characterized by uniparental inheritance. During sexual reproduction, the nuclear genes are inherited from both parents (biparental inheritance). In contrast, the organelle genes are often inherited from only one parent. In animals, this is usually the female parent (maternal inheritance). Mito-chondrial genes are inherited maternally because the egg is much larger than the sperm and contains tens of thousands of mtDNA molecules, while the sperm contains only a hundred or so mtDNA molecules. As a result, paternal genes are greatly outnumbered by the maternal genes and can be lost during random replication or other chance events. In addition, in some animals the mitochondrial or mtDNA molecules in the sperm are singled out for degradation in the egg.
Organelle genes are inherited maternally in most plants. In some conifers, mitochondrial genes are inherited maternally, whereas chloroplast genes are inherited paternally. In other conifers, both organelle genomes are inherited paternally. Some other plants (for example, the geranium) and some fungi and protists show a mixed pattern of inheritance. In these organisms, some offspring from a mating inherit organelle genes from only one parent, some only from the other, and some from both parents.
Another way in which extranuclear inheritance differs from nuclear genes is that organelles show vegetative segregation. During the mitotic divisions that produce an adult eukaryote from a single cell, each daughter cell receives one copy of each preexisting nuclear chromosome and gene. The result is that if a cell is heterozygous (has two different versions or alleles of a gene in the nucleus), all of the daughter cells are also heterozygous.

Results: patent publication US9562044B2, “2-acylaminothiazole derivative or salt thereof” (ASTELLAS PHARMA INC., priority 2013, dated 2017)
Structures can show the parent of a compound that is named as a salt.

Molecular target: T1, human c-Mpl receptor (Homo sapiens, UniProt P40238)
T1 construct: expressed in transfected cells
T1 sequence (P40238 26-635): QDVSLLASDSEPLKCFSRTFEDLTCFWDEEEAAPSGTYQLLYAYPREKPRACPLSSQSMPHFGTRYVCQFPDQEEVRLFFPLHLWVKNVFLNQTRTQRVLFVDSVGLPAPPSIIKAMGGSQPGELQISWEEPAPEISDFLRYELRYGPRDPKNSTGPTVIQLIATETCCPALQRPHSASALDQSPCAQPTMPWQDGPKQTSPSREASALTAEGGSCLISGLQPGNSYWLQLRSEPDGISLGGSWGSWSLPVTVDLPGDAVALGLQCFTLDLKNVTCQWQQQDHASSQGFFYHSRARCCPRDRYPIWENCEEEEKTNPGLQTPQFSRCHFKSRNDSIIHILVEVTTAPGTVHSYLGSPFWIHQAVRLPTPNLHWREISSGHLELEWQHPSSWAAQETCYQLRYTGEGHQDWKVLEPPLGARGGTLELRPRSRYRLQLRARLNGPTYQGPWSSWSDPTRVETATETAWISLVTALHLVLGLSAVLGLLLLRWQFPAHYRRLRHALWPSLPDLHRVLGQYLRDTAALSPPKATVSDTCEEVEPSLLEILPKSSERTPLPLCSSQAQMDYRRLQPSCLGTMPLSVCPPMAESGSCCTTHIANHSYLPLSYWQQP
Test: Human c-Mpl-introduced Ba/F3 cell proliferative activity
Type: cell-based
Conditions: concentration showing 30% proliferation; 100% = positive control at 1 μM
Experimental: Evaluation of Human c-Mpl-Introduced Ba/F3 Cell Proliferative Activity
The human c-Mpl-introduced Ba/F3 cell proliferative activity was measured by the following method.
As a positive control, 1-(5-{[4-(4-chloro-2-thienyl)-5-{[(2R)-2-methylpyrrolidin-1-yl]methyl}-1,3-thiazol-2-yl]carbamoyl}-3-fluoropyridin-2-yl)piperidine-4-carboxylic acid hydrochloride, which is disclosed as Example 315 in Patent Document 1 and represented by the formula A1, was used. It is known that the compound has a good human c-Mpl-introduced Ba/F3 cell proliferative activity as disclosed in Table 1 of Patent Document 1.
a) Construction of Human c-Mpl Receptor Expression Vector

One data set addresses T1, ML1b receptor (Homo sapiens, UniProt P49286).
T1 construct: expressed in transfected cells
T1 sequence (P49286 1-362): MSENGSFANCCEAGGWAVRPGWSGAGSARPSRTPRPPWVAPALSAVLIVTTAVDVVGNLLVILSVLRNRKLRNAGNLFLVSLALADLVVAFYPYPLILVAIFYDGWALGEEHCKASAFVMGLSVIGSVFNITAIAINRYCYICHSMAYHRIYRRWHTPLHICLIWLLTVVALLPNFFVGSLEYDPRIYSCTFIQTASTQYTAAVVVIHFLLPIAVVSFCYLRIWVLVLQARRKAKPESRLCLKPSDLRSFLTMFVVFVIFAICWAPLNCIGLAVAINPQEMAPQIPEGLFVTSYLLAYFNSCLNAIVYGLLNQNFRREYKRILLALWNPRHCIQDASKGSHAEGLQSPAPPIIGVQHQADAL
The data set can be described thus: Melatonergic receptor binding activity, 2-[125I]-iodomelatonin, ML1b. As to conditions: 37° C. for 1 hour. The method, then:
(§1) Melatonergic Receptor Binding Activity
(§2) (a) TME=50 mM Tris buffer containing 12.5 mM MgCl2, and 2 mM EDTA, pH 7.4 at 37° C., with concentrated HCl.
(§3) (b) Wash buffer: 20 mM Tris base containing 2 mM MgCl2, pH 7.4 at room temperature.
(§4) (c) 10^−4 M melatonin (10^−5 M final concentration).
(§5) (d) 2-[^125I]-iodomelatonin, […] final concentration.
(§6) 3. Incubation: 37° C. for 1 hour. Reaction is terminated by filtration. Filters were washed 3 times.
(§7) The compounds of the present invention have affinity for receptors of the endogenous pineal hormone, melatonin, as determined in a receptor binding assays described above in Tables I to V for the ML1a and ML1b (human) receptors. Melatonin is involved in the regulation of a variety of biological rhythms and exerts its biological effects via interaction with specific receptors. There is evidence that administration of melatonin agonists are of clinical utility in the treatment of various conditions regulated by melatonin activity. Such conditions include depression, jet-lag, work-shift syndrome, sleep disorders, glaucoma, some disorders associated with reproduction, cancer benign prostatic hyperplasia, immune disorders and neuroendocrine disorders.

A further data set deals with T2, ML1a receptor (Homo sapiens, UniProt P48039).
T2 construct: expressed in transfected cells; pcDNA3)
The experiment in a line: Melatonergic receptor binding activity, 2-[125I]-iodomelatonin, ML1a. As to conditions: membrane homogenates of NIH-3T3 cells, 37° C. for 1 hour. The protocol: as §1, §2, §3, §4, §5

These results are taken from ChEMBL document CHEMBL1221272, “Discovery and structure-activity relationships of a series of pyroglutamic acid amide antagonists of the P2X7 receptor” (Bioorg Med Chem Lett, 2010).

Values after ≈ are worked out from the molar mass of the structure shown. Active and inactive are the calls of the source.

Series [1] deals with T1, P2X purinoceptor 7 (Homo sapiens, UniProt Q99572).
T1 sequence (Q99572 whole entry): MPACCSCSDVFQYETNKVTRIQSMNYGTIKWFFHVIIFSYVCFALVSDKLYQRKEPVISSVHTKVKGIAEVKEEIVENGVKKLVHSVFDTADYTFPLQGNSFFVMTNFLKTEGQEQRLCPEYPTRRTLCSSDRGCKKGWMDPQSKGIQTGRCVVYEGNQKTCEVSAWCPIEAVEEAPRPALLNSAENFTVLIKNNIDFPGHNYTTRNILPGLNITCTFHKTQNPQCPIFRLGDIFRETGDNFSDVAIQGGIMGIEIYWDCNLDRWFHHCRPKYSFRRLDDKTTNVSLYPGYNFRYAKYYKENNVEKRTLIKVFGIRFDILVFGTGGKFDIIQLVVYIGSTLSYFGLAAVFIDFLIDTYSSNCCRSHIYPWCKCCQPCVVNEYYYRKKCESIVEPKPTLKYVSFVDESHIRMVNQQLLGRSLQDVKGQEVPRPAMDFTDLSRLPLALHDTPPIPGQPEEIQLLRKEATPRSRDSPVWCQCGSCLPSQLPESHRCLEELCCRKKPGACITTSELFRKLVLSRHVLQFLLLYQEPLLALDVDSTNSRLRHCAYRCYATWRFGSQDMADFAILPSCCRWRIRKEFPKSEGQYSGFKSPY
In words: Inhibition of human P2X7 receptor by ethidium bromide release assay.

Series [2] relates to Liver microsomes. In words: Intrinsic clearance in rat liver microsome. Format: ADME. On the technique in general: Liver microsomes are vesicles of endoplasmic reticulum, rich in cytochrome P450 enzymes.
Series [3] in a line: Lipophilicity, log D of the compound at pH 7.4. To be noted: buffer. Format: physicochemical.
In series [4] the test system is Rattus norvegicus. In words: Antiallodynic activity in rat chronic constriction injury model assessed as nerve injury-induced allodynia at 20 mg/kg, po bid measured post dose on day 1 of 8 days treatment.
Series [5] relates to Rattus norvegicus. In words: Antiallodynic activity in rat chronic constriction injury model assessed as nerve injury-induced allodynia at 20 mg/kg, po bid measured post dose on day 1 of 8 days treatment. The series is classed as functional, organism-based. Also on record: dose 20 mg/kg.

In contrast, different alleles of organelle genes segregate from each other during mitosis. For example, a plant egg with a mixture of normal green and mutant white chloroplasts develops into a plant with a mixture of cells, some of which will contain all green chloroplasts, whereas others will contain all white chloroplasts. This process is called vegetative segregation because it was first discovered in plants, where green and mutant white chloroplasts were observed to segregate during vegetative growth. However, it is now known to occur in all eukaryotes.
Vegetative segregation is the result of two remarkable features of organelle genes. One is random replication. Recall that an organelle contains many copies of its DNA molecule. When mtDNA or cpDNA molecules are replicated before cell division, individual molecules are randomly selected for replication until the total number of molecules has doubled. Consequently, some molecules, and some alleles, are replicated more than others.
The other feature is random partitioning. When an organelle divides, the mtDNA or cpDNA molecules are partitioned (divided up) randomly between the daughter organelles. The result is that heteroplasmic mitochondria or chloroplasts produce homoplasmic daughter organelles with a certain probability in each generation. (An organelle is said to be hetero-plasmic if it contains two or more forms of a particular gene. If all the gene copies are identical, it is homoplasmic.) Moreover, when a cell divides, the organelles are partitioned randomly between the two daughter cells, so that a heteroplasmic cell can produce homoplasmic daughters. Over a large number of cell divisions, random replication and random partitioning result in the complete replacement of heteroplasmic cells by homoplasmic cells.
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